Recommended Testing, Evaluation and Experimentation

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Now with data flowing from sensor to gateway and gateway to cloud, you can experiment with the sensors to see the power of energy harvesting! We have outlined several out-of-the-box tests to evaluate the Dev Kit below


Testing & Experimentation

    1. .

      • Sensor testing:

        • The ENV+ Eversensor is like a mini-weather station that reports temperature, humidity, and pressure that can fit in the palm of your hand.

        • We recommend moving the sensor to different areas and rooms to see how temperature, humidity, and pressure changes based on placement. The sensor reports all data streams – and other sensor status parameters – once a minute! If the application requires lower light, these data streams can be collected in five (5) minute intervals. This helps show the he trade-offs in low light environments and how the sensor adapts to vary harvesting parameters.

        • There is also a low-powered accelerometer onboard! So, it will also report when the sensor has moved with a timestamp and acceleration data showing the magnitude of shock the sensor experienced.

      • Harvesting testing:

        • What is unique about the ENV+ Eversensor is that there are no batteries – with sufficient harvesting the sensor can last forever!

        • Using low powered chips and low powered radios, the entire sensor can be powered by ambient light and can store excess harvested energy in a supercapacitor.

        • These levels are monitored by the two banks of capacitors. VCAP is used to boot the sensor and SCAP is used as a storage reservoir.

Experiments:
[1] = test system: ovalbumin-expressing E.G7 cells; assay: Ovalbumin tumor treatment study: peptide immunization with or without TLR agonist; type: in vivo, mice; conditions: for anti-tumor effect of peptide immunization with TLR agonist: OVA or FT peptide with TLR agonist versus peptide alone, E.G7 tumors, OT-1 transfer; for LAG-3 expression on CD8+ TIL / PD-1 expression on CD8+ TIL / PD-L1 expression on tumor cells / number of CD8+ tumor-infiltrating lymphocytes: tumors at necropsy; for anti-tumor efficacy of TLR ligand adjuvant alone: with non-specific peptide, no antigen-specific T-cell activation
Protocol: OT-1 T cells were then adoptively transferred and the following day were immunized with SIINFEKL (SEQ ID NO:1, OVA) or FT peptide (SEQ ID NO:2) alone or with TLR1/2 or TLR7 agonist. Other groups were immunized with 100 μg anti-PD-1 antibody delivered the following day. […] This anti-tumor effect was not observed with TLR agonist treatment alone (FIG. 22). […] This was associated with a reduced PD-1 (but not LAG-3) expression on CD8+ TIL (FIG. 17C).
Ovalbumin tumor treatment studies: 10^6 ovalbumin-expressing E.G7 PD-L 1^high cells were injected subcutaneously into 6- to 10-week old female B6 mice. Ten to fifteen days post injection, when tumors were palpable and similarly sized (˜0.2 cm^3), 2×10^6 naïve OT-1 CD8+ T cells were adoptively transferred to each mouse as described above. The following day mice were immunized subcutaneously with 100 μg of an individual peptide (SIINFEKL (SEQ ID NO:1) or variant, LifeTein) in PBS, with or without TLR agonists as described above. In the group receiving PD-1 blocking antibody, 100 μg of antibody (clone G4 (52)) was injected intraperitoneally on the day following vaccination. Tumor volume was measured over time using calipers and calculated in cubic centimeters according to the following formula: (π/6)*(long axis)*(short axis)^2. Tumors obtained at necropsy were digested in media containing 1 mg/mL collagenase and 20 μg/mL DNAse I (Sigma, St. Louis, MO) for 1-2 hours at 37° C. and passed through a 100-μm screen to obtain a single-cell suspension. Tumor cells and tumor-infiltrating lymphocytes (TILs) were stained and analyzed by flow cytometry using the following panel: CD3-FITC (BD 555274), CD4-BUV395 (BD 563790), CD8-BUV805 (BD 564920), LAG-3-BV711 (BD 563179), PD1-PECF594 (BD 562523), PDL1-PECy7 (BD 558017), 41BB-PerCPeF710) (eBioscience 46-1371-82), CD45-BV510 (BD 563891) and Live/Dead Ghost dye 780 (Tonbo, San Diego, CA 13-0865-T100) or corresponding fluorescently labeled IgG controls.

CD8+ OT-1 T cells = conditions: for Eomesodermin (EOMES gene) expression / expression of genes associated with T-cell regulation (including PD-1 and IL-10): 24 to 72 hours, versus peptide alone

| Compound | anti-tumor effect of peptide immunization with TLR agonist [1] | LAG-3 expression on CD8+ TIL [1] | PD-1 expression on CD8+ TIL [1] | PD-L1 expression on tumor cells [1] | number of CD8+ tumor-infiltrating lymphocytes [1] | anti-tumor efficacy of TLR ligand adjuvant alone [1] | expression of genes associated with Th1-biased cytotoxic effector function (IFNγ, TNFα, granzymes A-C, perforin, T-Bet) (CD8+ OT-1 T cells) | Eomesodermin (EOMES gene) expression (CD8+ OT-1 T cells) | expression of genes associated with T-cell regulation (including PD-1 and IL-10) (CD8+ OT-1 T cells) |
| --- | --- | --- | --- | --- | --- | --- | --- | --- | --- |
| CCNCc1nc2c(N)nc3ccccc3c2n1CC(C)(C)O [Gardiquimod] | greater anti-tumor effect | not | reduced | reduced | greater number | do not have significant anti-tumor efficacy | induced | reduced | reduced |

• You can see these parameters and levels in the Sensor details page.

        • Place directly under light – see VCAP/SCAP build.

        • Now move the sensor to a dark area or remove light to test capacitor discharge.

        • Furthermore, you can change the gateway broadcast period from the Everactive dashboard which will reduce the amount of energy required for the sensor to operate.

          • For example, changing the gateway broadcast period to 300 seconds (5 minutes), then sensors can power themselves from light levels as low as 80 Lux.

          • Proceed to gateway management and click edit. Scroll down you can increase broadcast period. Default is 60 seconds. Make sure to click ‘Save’ and now you can experiment with lower light levels to see how the sensor performs under these conditions.

        • If the capacitors are full, the sensor could last over 16 hours without light!

      • Move/Shake testing:

        • As mentioned in the sensing test, the sensor also has a low powered accelerometer!

        • This capability enables you to detect shocks, drops, or sudden movements of the sensor that can detected, recorded, and sent to the cloud.

        • One test is to take two-sided adhesive and securely affix the sensor to an open door.

        • Abruptly close the door.

        • The acceleration measurement will be timestamped and the X,Y,Z magnitudes in milli-g’s will be reported.

      • Range testing:

        • Another Everactive advantage is the operation of Evernet in the sub-gHz band.

        • This gives the little sensor long range capabilities depending on the environment and gateway placement. We have seen effective ranges of 200 meters or more.

        • So, with energy in capacitor, take the sensor for a walk!

        • You can do distance testing with laptop and / or sensor, and move the sensor in incremental distances. This distance testing and effect can also be observed by employing radio attenuators to help simulate range.

        • This sub-gHz range is also good for penetrating through different obstacles when compared to other wireless protocols. For example, you can place laptop at Wifi access point and walk sensor with cellphone to edge of Wifi coverage and continue walking to check Wifi versus Evernet.

      • Additional testing:

        • As you familiarize yourself with the Dev Kit and the capabilities, be sure to share any additional tests that you discover and try.

        • We would love to hear from you and learning from your testing and evaluation.

        • Email tests and any accompanying pictures to

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